When it comes to the question, is a 30 minute personal training session enough, it’s hard to answer with a straight yes or no.
If you are extremely tight on time or on a strict budget, seeing your personal trainer for 30 minutes might make sense.
As a Virginia Beach personal trainer who has experimented with 30 minute, 50 minute, and 60 minute sessions, I can confidently say that 30 minute sessions were not effective for the majority of people.
If you are willing to see a trainer 2 timers per week for 30 minutes, you’re better off seeing them once a week for a full hour. How many personal training sessions should you have a week? Learn me.
The reasons why 30 minute personal training sessions are not enough is because:
- You and your trainer will feel rushed.
- The workout turns into a HIIT style workout which might not be best for your body.
- You don’t have enough time to connect with your trainer. It’s called PERSONAL training for a reason!
- There are other aspects of your transformation that you won’t have time to discuss.
- You often sacrifice your warm up since you are short on time.
Let’s break each of these down into more detail.
Feeling Rushed During 30 Minute Personal Training Sessions
One of my early mentors recommended 30 minute sessions to me so I could make more money per hour.
Two 30 minute sessions at $50 per session versus $75 for one hour put an extra $25 in my pocket.
It seems like the smart thing to do for the trainer, but as I experienced, you feel rushed to complete your workout.
As a trainer you want your client to feel like they got a workout in, and as a client, you want to feel like you get your money’s worth, which often results in a go go go mentality during your 30 minute workout.
Constantly looking at the clock and feeling like you need to move quickly doesn’t result in the best personal training experience.
Your Workouts Turn Into A HIIT Style Workout
With a go go go mentality during your 30 minute personal training session, your workouts quickly turn into a HIIT (high intensity interval training) workout.
Instead of taking the proper rest between sets to let your body recover, you jump right into a different exercise or the next round to save time.
You sacrifice strength, muscle gain, and you are increasing your risk of injury.
As a coach, it’s my job to train you safely and effectively, and for most people, HIIT style workouts are not the best.
A well structured strength training routine that involves proper weight selection, adequate rest, and exercises that align with your goals are going to be a better option for you rather than doing 20 exercise back to back for 30 minutes.
30 Minute Personal Training Sessions Leave You No Time To Connect With Your Coach
This is the big one for me.
Personal training is called that for a reason, it’s personal.
A good coach wants to learn about you and your body to design an optimal program for you.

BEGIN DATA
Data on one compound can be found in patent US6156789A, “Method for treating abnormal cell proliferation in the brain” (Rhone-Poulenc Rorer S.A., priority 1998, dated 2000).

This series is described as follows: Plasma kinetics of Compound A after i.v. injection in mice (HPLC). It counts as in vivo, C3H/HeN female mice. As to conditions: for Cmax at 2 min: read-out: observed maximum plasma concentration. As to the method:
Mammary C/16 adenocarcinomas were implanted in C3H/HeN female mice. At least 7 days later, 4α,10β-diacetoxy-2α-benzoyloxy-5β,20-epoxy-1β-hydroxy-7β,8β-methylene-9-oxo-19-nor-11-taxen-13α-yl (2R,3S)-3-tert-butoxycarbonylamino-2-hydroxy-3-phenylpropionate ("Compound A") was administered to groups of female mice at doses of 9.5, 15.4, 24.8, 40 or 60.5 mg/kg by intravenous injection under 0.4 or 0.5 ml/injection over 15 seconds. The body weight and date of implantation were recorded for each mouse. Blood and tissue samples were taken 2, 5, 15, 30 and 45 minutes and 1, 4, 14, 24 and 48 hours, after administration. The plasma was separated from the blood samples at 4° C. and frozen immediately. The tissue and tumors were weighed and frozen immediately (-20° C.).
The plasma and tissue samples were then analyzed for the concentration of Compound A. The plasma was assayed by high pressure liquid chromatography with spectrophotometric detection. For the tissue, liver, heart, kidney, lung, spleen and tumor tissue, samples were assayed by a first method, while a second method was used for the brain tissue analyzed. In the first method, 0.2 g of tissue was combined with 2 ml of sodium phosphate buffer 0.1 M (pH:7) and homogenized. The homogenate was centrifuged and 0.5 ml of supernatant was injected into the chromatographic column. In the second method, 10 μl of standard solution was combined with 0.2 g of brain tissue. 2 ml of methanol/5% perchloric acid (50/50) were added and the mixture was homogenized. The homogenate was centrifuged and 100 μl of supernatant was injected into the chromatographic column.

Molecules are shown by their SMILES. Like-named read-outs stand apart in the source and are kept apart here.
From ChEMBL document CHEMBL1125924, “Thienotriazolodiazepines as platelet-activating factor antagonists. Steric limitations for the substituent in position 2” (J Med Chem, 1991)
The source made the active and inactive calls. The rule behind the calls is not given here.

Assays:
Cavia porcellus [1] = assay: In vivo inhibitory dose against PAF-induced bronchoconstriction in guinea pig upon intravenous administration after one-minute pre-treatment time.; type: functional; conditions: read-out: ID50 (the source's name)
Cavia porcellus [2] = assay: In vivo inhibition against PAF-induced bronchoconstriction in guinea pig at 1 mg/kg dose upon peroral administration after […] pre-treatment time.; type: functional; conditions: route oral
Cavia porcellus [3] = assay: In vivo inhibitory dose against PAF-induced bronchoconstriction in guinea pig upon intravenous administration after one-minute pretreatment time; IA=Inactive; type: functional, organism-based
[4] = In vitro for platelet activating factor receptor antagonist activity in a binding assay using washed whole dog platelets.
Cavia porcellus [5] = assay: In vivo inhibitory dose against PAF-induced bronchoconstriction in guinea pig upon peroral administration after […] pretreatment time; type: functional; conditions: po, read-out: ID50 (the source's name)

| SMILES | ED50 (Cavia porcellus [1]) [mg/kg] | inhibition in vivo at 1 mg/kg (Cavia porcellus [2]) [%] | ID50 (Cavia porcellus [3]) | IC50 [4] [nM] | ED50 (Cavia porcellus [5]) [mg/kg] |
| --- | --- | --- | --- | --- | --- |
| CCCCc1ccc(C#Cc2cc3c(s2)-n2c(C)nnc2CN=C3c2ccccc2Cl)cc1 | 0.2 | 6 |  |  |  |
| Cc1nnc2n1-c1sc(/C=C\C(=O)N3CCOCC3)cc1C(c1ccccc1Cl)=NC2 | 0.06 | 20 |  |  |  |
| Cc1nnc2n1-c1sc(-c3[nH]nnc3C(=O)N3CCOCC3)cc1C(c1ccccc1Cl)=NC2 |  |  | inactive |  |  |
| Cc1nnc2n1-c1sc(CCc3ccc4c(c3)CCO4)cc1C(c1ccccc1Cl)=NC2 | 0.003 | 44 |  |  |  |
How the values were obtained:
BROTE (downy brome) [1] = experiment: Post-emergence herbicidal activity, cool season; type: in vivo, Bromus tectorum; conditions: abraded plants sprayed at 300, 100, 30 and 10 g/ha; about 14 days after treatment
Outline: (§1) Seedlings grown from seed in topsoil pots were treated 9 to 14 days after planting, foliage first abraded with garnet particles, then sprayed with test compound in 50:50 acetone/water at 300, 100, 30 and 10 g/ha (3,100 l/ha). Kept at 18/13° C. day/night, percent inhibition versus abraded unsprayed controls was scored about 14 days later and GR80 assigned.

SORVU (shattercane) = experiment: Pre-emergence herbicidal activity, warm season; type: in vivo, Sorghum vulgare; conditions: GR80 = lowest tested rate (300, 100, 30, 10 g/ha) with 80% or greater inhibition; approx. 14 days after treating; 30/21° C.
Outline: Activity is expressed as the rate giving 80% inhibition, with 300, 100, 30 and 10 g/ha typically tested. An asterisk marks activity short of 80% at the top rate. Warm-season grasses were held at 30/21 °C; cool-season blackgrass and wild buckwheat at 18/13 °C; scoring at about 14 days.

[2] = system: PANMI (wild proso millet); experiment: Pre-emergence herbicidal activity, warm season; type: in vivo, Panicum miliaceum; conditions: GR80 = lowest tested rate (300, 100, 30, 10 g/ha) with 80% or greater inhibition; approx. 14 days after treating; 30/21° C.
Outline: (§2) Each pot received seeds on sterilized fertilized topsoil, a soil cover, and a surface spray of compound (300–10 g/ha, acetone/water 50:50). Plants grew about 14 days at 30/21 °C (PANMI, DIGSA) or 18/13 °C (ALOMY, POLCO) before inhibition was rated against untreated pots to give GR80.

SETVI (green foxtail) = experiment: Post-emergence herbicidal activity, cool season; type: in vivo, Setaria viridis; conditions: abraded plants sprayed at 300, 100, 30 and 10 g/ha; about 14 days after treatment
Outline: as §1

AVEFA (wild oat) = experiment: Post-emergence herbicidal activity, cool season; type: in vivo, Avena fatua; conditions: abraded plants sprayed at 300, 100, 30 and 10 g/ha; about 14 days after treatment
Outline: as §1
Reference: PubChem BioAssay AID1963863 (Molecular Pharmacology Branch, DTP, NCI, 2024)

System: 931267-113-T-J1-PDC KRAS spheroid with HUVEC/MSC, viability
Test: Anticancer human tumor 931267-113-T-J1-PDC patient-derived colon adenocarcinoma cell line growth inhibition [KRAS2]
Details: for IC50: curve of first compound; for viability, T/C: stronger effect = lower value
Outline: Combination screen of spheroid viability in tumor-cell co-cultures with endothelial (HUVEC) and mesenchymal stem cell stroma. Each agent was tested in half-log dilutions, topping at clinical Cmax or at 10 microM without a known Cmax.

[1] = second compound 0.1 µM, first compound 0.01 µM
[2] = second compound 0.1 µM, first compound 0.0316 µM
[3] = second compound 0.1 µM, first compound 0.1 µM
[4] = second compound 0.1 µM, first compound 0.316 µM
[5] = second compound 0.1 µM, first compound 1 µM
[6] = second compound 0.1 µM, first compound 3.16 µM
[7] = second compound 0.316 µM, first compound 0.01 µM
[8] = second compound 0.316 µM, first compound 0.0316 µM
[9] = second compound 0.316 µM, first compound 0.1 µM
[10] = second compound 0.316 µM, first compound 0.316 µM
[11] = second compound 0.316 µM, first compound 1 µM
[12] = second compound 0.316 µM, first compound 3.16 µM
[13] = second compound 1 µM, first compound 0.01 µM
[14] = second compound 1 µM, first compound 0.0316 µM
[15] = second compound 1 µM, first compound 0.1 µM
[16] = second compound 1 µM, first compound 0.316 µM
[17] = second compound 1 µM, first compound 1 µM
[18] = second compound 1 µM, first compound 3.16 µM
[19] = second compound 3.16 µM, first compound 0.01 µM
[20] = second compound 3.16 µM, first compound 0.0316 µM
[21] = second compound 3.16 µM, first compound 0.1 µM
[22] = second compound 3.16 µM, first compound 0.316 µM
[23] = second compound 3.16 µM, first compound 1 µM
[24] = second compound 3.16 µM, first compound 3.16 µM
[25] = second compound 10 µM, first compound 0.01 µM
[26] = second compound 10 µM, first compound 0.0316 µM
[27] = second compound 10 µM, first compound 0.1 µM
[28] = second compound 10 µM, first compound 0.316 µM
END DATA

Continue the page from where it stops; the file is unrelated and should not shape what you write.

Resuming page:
And it’s not just about building an optimal program.
I work with clients from all over Virginia Beach, Norfolk, and Chesapeake, and I want to learn about their job, their family, what they did over the weekend, how their pets are doing, what drama went down at work, etc.
Good personal training involves building a deep connection with your trainer and that’s hard to achieve during a 30 minute personal training session.
Other Aspects Of Your Transformation Won't Be Discussed
The downtime during a full 60 minute session isn’t just to hear about what you did over the weekend.
It’s a time to discuss how your nutrition is going, how your sleep has been, if there is anything stressing you out, macros adjustment, upcoming challenges, etc etc.
All these things are important factors for your overall health and happiness but get overlooked when you try to do as much exercise as you can in 30 minutes.
Sacrificing Your Warm Up To Save Time
When I was coaching 30 minute sessions, I used to tell my clients to get to the gym 10 - 15 minutes early to do a full warm up.
Guess how many did it?
Very few of them.
Most would come in right when the session started or some even a minute or two after the session started.
Now we only have 28 minutes!
A proper warm up should include some mobility movements to stretch the body and warm up your core temperature.
When you’re short on time, you don’t have 10 minutes to stretch out and use the foam roller.
Instead the trainer throws you on a treadmill for 2 minutes and you start your workout.
Similar to the points made in the HIIT section, you’re risking injury.
With a 50 or 60 minutes workout, having 10 minutes to properly warm up your body will still leave you with plenty of time for your main workout.
Do What's Best For You
At the end of the day, is a 30 minute personal training session enough, is a question you have to ask yourself.
As I always tell my clients, something is better than nothing.
But if you can carve out an extra 30 minutes to get a full hour session, I believe you will have a much more enjoyable experience with your coach.